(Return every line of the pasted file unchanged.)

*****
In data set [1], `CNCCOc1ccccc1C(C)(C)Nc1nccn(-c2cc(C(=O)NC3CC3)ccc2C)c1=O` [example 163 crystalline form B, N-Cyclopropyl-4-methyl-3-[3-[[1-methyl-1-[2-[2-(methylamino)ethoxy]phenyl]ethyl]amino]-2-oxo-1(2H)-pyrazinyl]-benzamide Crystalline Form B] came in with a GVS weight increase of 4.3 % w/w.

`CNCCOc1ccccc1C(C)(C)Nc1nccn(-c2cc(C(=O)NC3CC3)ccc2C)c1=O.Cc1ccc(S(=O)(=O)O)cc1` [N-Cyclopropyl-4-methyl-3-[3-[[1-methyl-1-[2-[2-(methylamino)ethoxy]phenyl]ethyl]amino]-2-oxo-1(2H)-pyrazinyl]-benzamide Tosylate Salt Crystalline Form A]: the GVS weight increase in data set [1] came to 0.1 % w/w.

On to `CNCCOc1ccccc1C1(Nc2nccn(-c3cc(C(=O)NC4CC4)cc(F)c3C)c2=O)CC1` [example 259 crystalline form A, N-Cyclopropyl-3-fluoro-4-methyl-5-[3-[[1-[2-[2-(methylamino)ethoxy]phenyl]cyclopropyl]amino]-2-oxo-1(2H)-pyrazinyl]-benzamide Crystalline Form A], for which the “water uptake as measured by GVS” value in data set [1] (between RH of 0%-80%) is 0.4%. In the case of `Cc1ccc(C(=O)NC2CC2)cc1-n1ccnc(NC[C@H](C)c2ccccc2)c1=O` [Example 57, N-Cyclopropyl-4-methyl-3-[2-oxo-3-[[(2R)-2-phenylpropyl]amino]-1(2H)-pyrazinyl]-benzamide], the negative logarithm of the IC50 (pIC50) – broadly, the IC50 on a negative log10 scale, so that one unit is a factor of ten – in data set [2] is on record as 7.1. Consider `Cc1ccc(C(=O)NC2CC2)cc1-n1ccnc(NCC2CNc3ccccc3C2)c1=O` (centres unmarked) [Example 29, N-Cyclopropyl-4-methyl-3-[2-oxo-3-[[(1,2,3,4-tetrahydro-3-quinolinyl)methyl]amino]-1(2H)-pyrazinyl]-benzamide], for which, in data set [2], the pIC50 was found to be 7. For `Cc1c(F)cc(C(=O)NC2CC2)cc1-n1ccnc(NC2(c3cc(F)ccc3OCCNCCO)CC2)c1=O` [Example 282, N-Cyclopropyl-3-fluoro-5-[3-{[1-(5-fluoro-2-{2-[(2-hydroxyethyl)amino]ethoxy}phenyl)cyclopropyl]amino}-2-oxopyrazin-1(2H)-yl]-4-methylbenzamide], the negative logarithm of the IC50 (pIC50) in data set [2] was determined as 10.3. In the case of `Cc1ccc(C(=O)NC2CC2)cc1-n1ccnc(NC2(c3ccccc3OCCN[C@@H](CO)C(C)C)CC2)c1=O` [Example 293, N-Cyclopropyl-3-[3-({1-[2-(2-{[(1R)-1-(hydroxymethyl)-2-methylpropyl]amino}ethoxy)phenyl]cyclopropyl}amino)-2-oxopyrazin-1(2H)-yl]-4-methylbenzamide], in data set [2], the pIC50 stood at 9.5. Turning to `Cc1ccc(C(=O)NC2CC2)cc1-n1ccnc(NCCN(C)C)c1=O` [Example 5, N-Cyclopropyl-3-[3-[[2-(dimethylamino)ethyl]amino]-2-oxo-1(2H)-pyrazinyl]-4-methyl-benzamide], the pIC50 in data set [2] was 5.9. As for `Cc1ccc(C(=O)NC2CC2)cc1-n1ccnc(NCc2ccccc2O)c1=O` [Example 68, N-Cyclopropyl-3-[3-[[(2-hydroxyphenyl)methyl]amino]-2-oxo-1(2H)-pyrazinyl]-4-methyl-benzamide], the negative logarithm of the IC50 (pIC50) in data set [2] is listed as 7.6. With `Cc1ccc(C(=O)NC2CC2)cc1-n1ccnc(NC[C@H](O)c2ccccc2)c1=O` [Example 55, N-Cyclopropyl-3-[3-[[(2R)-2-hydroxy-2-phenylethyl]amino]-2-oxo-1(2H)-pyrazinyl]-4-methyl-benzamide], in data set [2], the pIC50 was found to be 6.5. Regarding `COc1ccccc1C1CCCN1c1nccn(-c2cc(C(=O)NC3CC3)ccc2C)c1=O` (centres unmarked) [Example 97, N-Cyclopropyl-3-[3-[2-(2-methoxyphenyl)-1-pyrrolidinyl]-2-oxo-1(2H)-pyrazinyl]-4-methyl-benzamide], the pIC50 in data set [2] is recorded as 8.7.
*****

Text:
In data set [1], `CNCCOc1ccccc1C(C)(C)Nc1nccn(-c2cc(C(=O)NC3CC3)ccc2C)c1=O` [example 163 crystalline form B, N-Cyclopropyl-4-methyl-3-[3-[[1-methyl-1-[2-[2-(methylamino)ethoxy]phenyl]ethyl]amino]-2-oxo-1(2H)-pyrazinyl]-benzamide Crystalline Form B] came in with a GVS weight increase of 4.3 % w/w.

`CNCCOc1ccccc1C(C)(C)Nc1nccn(-c2cc(C(=O)NC3CC3)ccc2C)c1=O.Cc1ccc(S(=O)(=O)O)cc1` [N-Cyclopropyl-4-methyl-3-[3-[[1-methyl-1-[2-[2-(methylamino)ethoxy]phenyl]ethyl]amino]-2-oxo-1(2H)-pyrazinyl]-benzamide Tosylate Salt Crystalline Form A]: the GVS weight increase in data set [1] came to 0.1 % w/w.

On to `CNCCOc1ccccc1C1(Nc2nccn(-c3cc(C(=O)NC4CC4)cc(F)c3C)c2=O)CC1` [example 259 crystalline form A, N-Cyclopropyl-3-fluoro-4-methyl-5-[3-[[1-[2-[2-(methylamino)ethoxy]phenyl]cyclopropyl]amino]-2-oxo-1(2H)-pyrazinyl]-benzamide Crystalline Form A], for which the “water uptake as measured by GVS” value in data set [1] (between RH of 0%-80%) is 0.4%. In the case of `Cc1ccc(C(=O)NC2CC2)cc1-n1ccnc(NC[C@H](C)c2ccccc2)c1=O` [Example 57, N-Cyclopropyl-4-methyl-3-[2-oxo-3-[[(2R)-2-phenylpropyl]amino]-1(2H)-pyrazinyl]-benzamide], the negative logarithm of the IC50 (pIC50) – broadly, the IC50 on a negative log10 scale, so that one unit is a factor of ten – in data set [2] is on record as 7.1. Consider `Cc1ccc(C(=O)NC2CC2)cc1-n1ccnc(NCC2CNc3ccccc3C2)c1=O` (centres unmarked) [Example 29, N-Cyclopropyl-4-methyl-3-[2-oxo-3-[[(1,2,3,4-tetrahydro-3-quinolinyl)methyl]amino]-1(2H)-pyrazinyl]-benzamide], for which, in data set [2], the pIC50 was found to be 7. For `Cc1c(F)cc(C(=O)NC2CC2)cc1-n1ccnc(NC2(c3cc(F)ccc3OCCNCCO)CC2)c1=O` [Example 282, N-Cyclopropyl-3-fluoro-5-[3-{[1-(5-fluoro-2-{2-[(2-hydroxyethyl)amino]ethoxy}phenyl)cyclopropyl]amino}-2-oxopyrazin-1(2H)-yl]-4-methylbenzamide], the negative logarithm of the IC50 (pIC50) in data set [2] was determined as 10.3. In the case of `Cc1ccc(C(=O)NC2CC2)cc1-n1ccnc(NC2(c3ccccc3OCCN[C@@H](CO)C(C)C)CC2)c1=O` [Example 293, N-Cyclopropyl-3-[3-({1-[2-(2-{[(1R)-1-(hydroxymethyl)-2-methylpropyl]amino}ethoxy)phenyl]cyclopropyl}amino)-2-oxopyrazin-1(2H)-yl]-4-methylbenzamide], in data set [2], the pIC50 stood at 9.5. Turning to `Cc1ccc(C(=O)NC2CC2)cc1-n1ccnc(NCCN(C)C)c1=O` [Example 5, N-Cyclopropyl-3-[3-[[2-(dimethylamino)ethyl]amino]-2-oxo-1(2H)-pyrazinyl]-4-methyl-benzamide], the pIC50 in data set [2] was 5.9. As for `Cc1ccc(C(=O)NC2CC2)cc1-n1ccnc(NCc2ccccc2O)c1=O` [Example 68, N-Cyclopropyl-3-[3-[[(2-hydroxyphenyl)methyl]amino]-2-oxo-1(2H)-pyrazinyl]-4-methyl-benzamide], the negative logarithm of the IC50 (pIC50) in data set [2] is listed as 7.6. With `Cc1ccc(C(=O)NC2CC2)cc1-n1ccnc(NC[C@H](O)c2ccccc2)c1=O` [Example 55, N-Cyclopropyl-3-[3-[[(2R)-2-hydroxy-2-phenylethyl]amino]-2-oxo-1(2H)-pyrazinyl]-4-methyl-benzamide], in data set [2], the pIC50 was found to be 6.5. Regarding `COc1ccccc1C1CCCN1c1nccn(-c2cc(C(=O)NC3CC3)ccc2C)c1=O` (centres unmarked) [Example 97, N-Cyclopropyl-3-[3-[2-(2-methoxyphenyl)-1-pyrrolidinyl]-2-oxo-1(2H)-pyrazinyl]-4-methyl-benzamide], the pIC50 in data set [2] is recorded as 8.7.